How to clone your Notebook / MacBook Hard Disk to an SSD

Installing the SSD

Final Steps
Now that we've cloned all of the data from your Hard Disk to the SSD, the final step of this guide is to install the SSD into your Notebook. Unfortunately almost every Notebook is designed slightly differently so there is no way to cover every make and model on this single page. However most manufacturers do make the Hard Disk easily accessible (as it's often the part that dies the most), so with a bit of hunting around on the base of your Notebook you should be able to find something similar to the images below.
Dell / Generic Notebook
Remove Hard Disk Screw Hard Disk Removed
Almost all Notebooks have the Hard Disk retaining screw(s) on the underside of the of the casing, so this is definately a good place to start. In the case of the Dell Inspiron 1525 I'm using here, the Hard Disk compartment is on the opposite side of the notebook to the DVD-RW drive. If you look closely, you can also see two cylinder-like symbols beside the screw holes which represent the Hard Disk.
With the screws removed, all that's left to do is slide out the Hard Disk tray. Sometimes this takes a bit of force or even leverage, but be careful that the tray doesn't also have some kind of latching system before you try to prize it out. Once again, the best thing to do is refer to the Notebook service manual if you are unsure.
Scorpio and Agility Removed from Caddy
The Hard Disk will more than likely be secured to the tray with a few small screws. Remove these carefully (as they have a tendency to vanish if you drop them) and slide the existing drive out. Reverse this process for installing the SSD drive into the tray, making sure that the SSD has its label facing the same way up as the original Hard Disk and the SATA connectors are also pointing in the correct direction.
Caddy Installed
With the SSD drive securely in its tray, slide it back into the Notebook, secure it into place with the screws you removed earlier and cross your fingers while powering the Notebook back on for the first time.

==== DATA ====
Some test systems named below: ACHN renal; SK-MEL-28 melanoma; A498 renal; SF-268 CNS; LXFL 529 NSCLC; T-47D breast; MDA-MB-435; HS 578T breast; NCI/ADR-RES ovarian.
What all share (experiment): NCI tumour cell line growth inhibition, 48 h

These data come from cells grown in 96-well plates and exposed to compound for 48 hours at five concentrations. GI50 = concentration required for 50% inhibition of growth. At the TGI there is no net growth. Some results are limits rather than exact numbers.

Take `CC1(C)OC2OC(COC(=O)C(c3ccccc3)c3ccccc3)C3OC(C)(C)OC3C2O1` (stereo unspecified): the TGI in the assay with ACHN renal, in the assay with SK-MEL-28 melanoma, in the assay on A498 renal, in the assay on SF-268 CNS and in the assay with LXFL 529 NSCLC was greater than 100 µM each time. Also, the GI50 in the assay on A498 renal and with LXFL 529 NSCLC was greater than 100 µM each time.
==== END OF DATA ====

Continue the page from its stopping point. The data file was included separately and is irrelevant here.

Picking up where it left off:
MacBook (Unibody Version)
The MacBook Unibody (in this case the 13.3" version) is a completely different kettle of fish to most standard Notebooks. In fact, with its almost seamless aluminium and glass construction, some would even say it is possibly a work of art. In this respect a lot of Apple products follow the no.1 rule for priceless artwork: look but don't touch, by making any 'tinkering' or maintenance tasks almost impossible. However, luckily for us Apple needed to make the battery and hard disk easily accessible, so let's find out just how...
Macbook Compartment Latch
Compartment Open MacBook HDD
First things first, flip the MacBook over so you've got a good view of its underbelly. Over to the right of the base you will notice a little latch that can be pressed down and then lifted to release the latch on the Battery / Hard Disk cover. With the cover completely removed the Hard Disk becomes visible. But don't try to pull it out by the plastic tab just yet as there's a single screw holding everything in place.
HDD Unscrewing MacBook HDD Removed
Screws MacBook Screws Out
The screw is positioned just above the plastic tab and you'll notice that while unscrewing it,  a whole plasitic construction will come free at the same time. The hard disk can now be lifted out using the plastic tab and unplugged from the SATA connector.
Going in for a closer look at the Hard Disk you will notice four hex head screws on each corner of the drive. These help to hold the drive in place inside the Macbook and will need to be transferred over to your SSD drive. 
Screw Into SSD Install Drive
Once all four of the hex head screws have been installed into your SSD drive it's time to place it back inside the Macbook. The first step is to plug the SATA cable into the SSD drive before inserting the SSD back into the compartment at a 45 degree angle. The hex head screws should sit comfortably inside two black rubber vibration dampening mounts. Finally install the plastic brace, screw it into position and replace the compartment cover. Job done!  
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Most Recent Comments

11-08-2009, 18:18:45

Quite an interesting read.

I like the graph readings at the end.

Truly powerful stuff SSDs are.Quote

11-08-2009, 18:35:46

Nice one there Jimbo.... Very nice write up and not even a single typo that I could see ..

Tis good to see something a little different in an article on occasion.

*wants an SSD*

SSD I said!!!Quote

11-08-2009, 18:45:34

Very well written and concise article Jim

I agree, it is nice to see something other than a review or news Quote

12-08-2009, 03:54:24

Cheers for the feedback guys. Hope it wasn't too dumbed down for the intellectuals that frequent the forum

Truth be told it took about 1.5 weeks to put this article together because finding 'free' software that didn't trash my Windows install or completely knacker my Mac was hard to come across lol.Quote

12-08-2009, 04:06:26

Intellectual? Hmmmm.

Great little article though, its something Ive never done so found it a really good read.Quote

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